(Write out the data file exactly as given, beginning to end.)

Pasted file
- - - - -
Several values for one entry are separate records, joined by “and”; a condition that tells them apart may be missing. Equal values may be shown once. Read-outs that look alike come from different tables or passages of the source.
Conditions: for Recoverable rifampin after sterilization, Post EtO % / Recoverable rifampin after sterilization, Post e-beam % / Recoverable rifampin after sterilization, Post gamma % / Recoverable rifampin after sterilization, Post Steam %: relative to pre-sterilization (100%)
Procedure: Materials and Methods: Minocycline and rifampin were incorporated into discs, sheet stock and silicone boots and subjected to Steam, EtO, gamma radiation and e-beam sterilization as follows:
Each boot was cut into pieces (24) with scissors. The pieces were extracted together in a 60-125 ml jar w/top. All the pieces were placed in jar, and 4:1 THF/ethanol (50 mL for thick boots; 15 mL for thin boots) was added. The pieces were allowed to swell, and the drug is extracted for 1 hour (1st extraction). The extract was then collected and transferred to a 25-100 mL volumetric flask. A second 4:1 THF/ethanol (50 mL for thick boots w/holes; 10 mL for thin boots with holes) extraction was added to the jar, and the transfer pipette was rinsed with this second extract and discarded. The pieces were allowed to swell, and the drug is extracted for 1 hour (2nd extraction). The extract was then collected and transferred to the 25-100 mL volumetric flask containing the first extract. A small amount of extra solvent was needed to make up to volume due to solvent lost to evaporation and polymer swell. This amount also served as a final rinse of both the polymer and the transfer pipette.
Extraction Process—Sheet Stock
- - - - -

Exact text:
Several values for one entry are separate records, joined by “and”; a condition that tells them apart may be missing. Equal values may be shown once. Read-outs that look alike come from different tables or passages of the source.
Conditions: for Recoverable rifampin after sterilization, Post EtO % / Recoverable rifampin after sterilization, Post e-beam % / Recoverable rifampin after sterilization, Post gamma % / Recoverable rifampin after sterilization, Post Steam %: relative to pre-sterilization (100%)
Procedure: Materials and Methods: Minocycline and rifampin were incorporated into discs, sheet stock and silicone boots and subjected to Steam, EtO, gamma radiation and e-beam sterilization as follows:
Each boot was cut into pieces (24) with scissors. The pieces were extracted together in a 60-125 ml jar w/top. All the pieces were placed in jar, and 4:1 THF/ethanol (50 mL for thick boots; 15 mL for thin boots) was added. The pieces were allowed to swell, and the drug is extracted for 1 hour (1st extraction). The extract was then collected and transferred to a 25-100 mL volumetric flask. A second 4:1 THF/ethanol (50 mL for thick boots w/holes; 10 mL for thin boots with holes) extraction was added to the jar, and the transfer pipette was rinsed with this second extract and discarded. The pieces were allowed to swell, and the drug is extracted for 1 hour (2nd extraction). The extract was then collected and transferred to the 25-100 mL volumetric flask containing the first extract. A small amount of extra solvent was needed to make up to volume due to solvent lost to evaporation and polymer swell. This amount also served as a final rinse of both the polymer and the transfer pipette.
Extraction Process—Sheet Stock